Colorado PROFILES, The Colorado Clinical and Translational Sciences Institute (CCTSI)
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HIV prevention with adolescents: Neurocognitive deficits and treatment response

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Alcohol use is clearly an important behavioral cofactor for HIV and STD infection. Young people under the age of 25 continue to be the segment of the population in the U.S. at highest risk for HIV and other STDs (CDC, 2005a). Young people of color (CDC 2005a;The Allan Guttmacher Institute, 2004), and young people involved with the juvenile justice system (Teplin, Mericle, McClelland &Abram, 2003) are subgroups of those under 25 at highest risk for negative outcomes as a result of risky sexual behavior. The relationship of alcohol use to risky sexual behavior appears to be particularly strong for high risk adolescents including those involved in the criminal justice system (Guo et al., 2006;NIAAA, 2006;2007;NIDA, 2004;Wilsnack et al., 1997;Teplin, 2005). Previous work on the relationship between alcohol use and risky sexual behavior has focused almost exclusively on psychosocial variables. Basic biological factors that influence risky sexual behavior among adjudicated adolescents in the context of alcohol use have yet to be identified. Recent work has identified specific neuronal regions (e.g., VM-PFC, Bechara, 2004;ACC, Rueda, Posner, &Rothbart, 2005;OFC, Ursu &Carter, 2005) and genetic mechanisms (e.g., DRD4, Swanson et al., 2007) that may be associated with high risk behavior. The goal of the proposed study is to develop and test an integrative model of alcohol-related sexual risk behavior that incorporates both traditional psychosocial predictors of risk behavior and underlying genetic and neurocognitive predispositions that contribute to risk behavior. We propose to test the relationships proposed in the model in the context of a randomized controlled trial that contrasts a theory-based group-level alcohol and sexual risk reduction MET intervention (SRRI+ETOH) versus an attention placebo control. We will also utilize cutting edge technology in terms of genetic assays and a mobile functional magnetic resonance imaging system. We hope to show that: 1) genetic factors (e.g., DRD4) moderate the effectiveness of the intervention, 2) these same genetic factors (e.g., DRD4) are associated with variability in the neurocognitive components of risk taking behavior, 3) the effects of the DRD4 on risky behavior will be mediated by neurocognitive factors, and 4) neurocognitive factors will contribute to the prediction of risky sexual behavior over and above traditional psychosocial variables. Achieving these goals will have practical implications for HIV/STD risk reduction programming for high risk adolescents in the criminal justice system as well as enormous basic scientific importance in the fields of cognitive neuroscience and imaging genetics.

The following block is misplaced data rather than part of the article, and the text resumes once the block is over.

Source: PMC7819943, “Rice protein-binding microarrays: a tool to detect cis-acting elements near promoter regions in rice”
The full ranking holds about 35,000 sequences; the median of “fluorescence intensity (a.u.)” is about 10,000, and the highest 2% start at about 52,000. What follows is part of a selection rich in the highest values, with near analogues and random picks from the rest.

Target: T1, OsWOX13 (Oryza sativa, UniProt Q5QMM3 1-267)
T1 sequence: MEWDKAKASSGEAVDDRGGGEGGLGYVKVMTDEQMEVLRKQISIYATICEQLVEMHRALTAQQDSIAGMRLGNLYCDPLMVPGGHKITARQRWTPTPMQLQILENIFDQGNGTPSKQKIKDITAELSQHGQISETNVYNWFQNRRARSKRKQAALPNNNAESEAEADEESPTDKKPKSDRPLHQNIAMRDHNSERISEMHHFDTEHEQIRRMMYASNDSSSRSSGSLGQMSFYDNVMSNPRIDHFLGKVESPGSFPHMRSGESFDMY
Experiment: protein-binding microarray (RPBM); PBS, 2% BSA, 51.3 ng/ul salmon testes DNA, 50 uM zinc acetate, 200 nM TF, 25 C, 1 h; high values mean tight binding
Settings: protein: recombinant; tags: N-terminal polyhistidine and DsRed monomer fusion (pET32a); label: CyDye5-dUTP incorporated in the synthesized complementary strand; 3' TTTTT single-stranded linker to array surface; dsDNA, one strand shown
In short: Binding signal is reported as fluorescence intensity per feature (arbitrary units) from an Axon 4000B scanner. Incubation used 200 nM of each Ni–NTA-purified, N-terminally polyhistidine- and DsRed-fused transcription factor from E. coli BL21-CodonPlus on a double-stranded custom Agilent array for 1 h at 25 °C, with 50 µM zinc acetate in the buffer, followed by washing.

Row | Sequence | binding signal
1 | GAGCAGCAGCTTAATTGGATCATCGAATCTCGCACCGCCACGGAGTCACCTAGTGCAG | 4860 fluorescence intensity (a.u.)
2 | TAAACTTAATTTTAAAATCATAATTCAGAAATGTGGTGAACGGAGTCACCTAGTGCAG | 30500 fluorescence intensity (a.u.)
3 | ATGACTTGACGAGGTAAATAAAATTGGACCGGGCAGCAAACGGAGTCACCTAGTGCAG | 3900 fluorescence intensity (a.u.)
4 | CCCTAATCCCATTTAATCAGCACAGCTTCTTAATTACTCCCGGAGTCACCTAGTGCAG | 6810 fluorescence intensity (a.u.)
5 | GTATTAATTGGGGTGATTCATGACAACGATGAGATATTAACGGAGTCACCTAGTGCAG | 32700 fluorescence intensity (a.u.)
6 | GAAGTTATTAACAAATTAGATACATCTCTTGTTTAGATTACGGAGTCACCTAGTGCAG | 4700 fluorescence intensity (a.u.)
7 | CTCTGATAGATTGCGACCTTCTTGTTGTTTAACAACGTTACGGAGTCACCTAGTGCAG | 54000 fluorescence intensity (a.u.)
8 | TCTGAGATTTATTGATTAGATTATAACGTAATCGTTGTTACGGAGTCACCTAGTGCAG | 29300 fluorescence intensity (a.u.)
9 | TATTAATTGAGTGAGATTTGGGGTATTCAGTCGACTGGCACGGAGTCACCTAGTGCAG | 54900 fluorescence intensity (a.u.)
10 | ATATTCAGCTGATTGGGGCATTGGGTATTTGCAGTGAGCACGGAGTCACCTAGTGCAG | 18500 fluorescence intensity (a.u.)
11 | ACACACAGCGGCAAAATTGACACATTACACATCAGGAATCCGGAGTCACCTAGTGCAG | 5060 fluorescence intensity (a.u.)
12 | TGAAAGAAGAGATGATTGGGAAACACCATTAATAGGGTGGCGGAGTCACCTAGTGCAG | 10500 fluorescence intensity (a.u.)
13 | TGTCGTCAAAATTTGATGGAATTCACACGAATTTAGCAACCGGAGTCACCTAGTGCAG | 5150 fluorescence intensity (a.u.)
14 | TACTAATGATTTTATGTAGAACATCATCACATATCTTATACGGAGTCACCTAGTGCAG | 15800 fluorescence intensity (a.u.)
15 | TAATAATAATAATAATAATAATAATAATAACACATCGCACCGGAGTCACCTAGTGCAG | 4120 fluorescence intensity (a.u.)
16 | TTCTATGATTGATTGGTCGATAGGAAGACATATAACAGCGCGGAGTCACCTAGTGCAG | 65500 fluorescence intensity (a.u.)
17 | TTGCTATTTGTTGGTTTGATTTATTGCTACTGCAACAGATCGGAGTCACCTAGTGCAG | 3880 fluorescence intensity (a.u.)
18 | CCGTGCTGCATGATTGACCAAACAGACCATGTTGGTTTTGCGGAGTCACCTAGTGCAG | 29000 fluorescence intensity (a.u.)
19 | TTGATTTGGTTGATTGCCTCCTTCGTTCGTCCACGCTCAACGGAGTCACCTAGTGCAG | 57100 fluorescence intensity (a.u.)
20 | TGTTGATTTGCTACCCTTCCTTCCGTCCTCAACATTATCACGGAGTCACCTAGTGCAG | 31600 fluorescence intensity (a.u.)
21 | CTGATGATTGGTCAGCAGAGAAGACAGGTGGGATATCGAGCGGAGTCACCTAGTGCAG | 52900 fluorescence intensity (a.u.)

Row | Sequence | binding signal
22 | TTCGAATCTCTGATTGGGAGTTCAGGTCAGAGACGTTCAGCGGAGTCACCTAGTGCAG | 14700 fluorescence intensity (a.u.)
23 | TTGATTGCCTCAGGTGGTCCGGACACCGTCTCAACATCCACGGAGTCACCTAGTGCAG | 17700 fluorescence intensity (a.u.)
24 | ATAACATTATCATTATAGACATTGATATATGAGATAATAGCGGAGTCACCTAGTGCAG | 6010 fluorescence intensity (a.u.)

Adolescents involved with the criminal justice system are younger at first intercourse, have a greater number of sex partners, and lower rates of condom use and use alcohol more than their non criminally-involved counterparts. This high level of alcohol use and sexual risk results in higher rates of unintended pregnancy and STDs including HIV/AIDS. This research is designed to understand the genetic and neurocognitive predispositions that contribute to these risk behaviors, and help us to design better interventions to decrease alcohol-related sexual risk behavior in this population of highly vulnerable young people.

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